Anyone who's ever completed the paperwork for a home mortgage knows all too well the stacks of forms -- and wealth...
of data -- involved in the process.
Perhaps few know this better than the staff at LoanPerformance, a San Francisco-based mortgage risk intelligence firm and a subsidiary of First American CoreLogic Inc., which aggregates and analyzes data from mortgage lenders. The firm has historical data on more than 100 million home loans, and banks and mortgage companies use that data to better understand their loan portfolios and benchmark themselves against the industry, according to Carlos Santiago, vice president of data content. But in order to provide that information, LoanPerformance regularly has to load and normalize incoming data feeds from its many clients, usually delivered in flat files. This was a time-consuming process, Santiago said -- until the company installed data integration and data profiling software.
"We were hand-coding a lot of the routines and scripts that we needed to interpret the data, translate it and normalize it into a common format," he explained. "Every time we got a new data source, it was like a software development project."
The lengthy process was creating a backlog of client files -- and unhappy customers. So, last year, LoanPerformance began looking for tools to help improve this process -- focusing first on extract, transform and load (ETL) tools that could help speed data integration. Many of the ETL tools the company looked at fell into two distinct categories, Santiago said. On one end of the spectrum were "skinny" ETL tools, which had only very basic functionality; on the other were "elephant guns," or more robust platforms that were more difficult to use and more expensive. Somewhere in the middle was Austin, Texas-based Pervasive Software Inc., which had the right combination of data integration features for the price and could handle LoanPerformance's high volume of data.
The team boiled down their choices to Pervasive or Redwood City, Calif.-based Informatica Corp. and completed proof-of-concepts with demo versions of both tools. That's when they discovered Pervasive's data profiling features, Santiago said. The data profiling tool uses customized business rules to analyze data files and identify incomplete database fields, inconsistent field formats or other problems.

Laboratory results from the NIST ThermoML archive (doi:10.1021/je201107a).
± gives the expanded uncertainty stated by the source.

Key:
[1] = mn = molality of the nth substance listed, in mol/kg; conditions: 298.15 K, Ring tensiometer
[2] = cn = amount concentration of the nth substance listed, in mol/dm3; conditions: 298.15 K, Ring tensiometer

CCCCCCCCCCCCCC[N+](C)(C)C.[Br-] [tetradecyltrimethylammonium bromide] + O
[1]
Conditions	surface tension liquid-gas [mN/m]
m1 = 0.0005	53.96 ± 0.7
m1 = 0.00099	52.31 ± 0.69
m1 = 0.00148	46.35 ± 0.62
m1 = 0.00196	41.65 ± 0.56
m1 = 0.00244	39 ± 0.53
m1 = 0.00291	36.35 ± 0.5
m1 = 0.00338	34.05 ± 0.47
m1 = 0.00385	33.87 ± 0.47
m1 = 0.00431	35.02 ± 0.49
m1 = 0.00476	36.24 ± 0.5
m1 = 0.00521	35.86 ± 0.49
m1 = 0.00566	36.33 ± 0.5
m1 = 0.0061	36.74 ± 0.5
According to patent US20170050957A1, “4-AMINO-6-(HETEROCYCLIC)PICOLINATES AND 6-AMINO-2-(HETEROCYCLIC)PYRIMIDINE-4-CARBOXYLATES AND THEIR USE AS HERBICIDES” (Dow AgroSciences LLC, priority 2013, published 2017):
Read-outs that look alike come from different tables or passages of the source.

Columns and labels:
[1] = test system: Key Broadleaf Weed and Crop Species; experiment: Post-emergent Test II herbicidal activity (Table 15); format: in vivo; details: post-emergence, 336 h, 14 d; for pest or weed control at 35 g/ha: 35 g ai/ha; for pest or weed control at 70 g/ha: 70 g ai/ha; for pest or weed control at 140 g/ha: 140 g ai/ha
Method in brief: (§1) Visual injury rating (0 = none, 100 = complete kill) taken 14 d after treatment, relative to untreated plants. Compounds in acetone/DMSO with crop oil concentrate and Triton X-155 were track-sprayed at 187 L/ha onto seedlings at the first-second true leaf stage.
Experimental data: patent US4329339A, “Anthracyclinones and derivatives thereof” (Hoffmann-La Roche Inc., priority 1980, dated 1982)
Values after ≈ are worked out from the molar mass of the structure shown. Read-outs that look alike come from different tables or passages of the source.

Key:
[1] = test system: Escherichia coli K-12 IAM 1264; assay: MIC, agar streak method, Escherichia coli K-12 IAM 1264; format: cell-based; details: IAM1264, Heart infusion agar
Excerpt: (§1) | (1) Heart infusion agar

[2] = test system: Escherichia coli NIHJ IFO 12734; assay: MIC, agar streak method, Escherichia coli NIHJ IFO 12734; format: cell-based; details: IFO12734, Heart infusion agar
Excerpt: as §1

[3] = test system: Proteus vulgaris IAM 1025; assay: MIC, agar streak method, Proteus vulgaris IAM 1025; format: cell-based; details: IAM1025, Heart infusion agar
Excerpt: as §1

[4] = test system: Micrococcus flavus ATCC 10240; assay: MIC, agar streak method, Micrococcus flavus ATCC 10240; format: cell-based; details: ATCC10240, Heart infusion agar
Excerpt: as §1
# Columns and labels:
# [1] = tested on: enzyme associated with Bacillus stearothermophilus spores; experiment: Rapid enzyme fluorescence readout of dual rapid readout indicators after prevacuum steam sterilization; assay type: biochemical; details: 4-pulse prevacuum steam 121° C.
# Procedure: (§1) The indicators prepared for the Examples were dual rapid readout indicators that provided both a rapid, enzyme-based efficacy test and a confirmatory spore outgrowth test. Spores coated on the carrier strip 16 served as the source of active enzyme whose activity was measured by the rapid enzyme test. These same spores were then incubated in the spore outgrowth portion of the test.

"In a very easy way, you could load a file in a format you've never seen before, get a schema, code it up really quickly, and then push a button and automatically generate all these metrics on fields," Santiago said. "To code that up -- especially for a big file with 10 million records -- would take a long time to code and a long time to run."
Though Informatica also offers data profiling, LoanPerformance chose the Pervasive tool, based on functionality, usability and price, Santiago said. The firm completed installation last fall and now uses the Pervasive tool to process incoming files. As hoped, the ETL tools significantly improved integration time -- processing an average incoming data file in approximately a quarter of the time it used to take, he said. The data profiling features also add value. Before data profiling, problems with incoming files might not be evident until erroneous data was live in the LoanPerformance application, he said. Now, upfront data profiling helps the team better identify problems or changes in the incoming data before it's processed. If there are issues, LoanPerformance passes the information back to clients so they can fix problems in the source systems producing the data.
"This is data coming from our clients' business-critical data warehouse systems," Santiago said. "Oftentimes, they don't know they've got these data quality problems, and they're grateful for having these issues pointed out."
The end results -- faster integration of incoming data files, better data quality, and improved customer service -- are helping LoanPerformance maintain a competitive edge, he said.
Data profiling software evaluation and implementation advice
The administrative interface of a data integration and data profiling tool may seem like a small part of the overall technology decision, but usability matters a lot to the people who will be working with the tool on a day-to-day basis and could make or break its long-term success, Santiago advised. That's why the ultimate end users should be "heavily" involved in the evaluation, he said.
And though data profiling might start as an afterthought in an integration project, as it did with LoanPerformance, he urged others to consider the benefits.
"Upfront profiling can save much wasted time and wasted work," Santiago said, "and it can have such a positive impact on data quality downstream."